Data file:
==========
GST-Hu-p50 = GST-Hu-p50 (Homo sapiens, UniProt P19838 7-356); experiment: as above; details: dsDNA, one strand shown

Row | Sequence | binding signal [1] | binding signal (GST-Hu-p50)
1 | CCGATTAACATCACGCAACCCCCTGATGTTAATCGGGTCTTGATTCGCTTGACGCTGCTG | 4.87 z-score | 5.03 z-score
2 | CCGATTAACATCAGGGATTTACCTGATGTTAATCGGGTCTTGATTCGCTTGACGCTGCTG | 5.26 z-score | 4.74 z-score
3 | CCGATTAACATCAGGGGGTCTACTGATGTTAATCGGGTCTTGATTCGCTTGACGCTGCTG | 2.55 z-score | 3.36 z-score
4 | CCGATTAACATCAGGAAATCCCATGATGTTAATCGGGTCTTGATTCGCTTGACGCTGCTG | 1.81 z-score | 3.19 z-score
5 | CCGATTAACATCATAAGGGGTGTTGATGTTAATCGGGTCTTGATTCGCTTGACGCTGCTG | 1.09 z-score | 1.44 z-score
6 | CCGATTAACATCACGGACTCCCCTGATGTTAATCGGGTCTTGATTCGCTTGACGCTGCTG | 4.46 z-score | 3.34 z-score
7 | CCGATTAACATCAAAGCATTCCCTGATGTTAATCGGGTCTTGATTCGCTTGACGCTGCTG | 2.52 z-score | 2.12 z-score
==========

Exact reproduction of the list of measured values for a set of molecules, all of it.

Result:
GST-Hu-p50 = GST-Hu-p50 (Homo sapiens, UniProt P19838 7-356); experiment: as above; details: dsDNA, one strand shown

Row | Sequence | binding signal [1] | binding signal (GST-Hu-p50)
1 | CCGATTAACATCACGCAACCCCCTGATGTTAATCGGGTCTTGATTCGCTTGACGCTGCTG | 4.87 z-score | 5.03 z-score
2 | CCGATTAACATCAGGGATTTACCTGATGTTAATCGGGTCTTGATTCGCTTGACGCTGCTG | 5.26 z-score | 4.74 z-score
3 | CCGATTAACATCAGGGGGTCTACTGATGTTAATCGGGTCTTGATTCGCTTGACGCTGCTG | 2.55 z-score | 3.36 z-score
4 | CCGATTAACATCAGGAAATCCCATGATGTTAATCGGGTCTTGATTCGCTTGACGCTGCTG | 1.81 z-score | 3.19 z-score
5 | CCGATTAACATCATAAGGGGTGTTGATGTTAATCGGGTCTTGATTCGCTTGACGCTGCTG | 1.09 z-score | 1.44 z-score
6 | CCGATTAACATCACGGACTCCCCTGATGTTAATCGGGTCTTGATTCGCTTGACGCTGCTG | 4.46 z-score | 3.34 z-score
7 | CCGATTAACATCAAAGCATTCCCTGATGTTAATCGGGTCTTGATTCGCTTGACGCTGCTG | 2.52 z-score | 2.12 z-score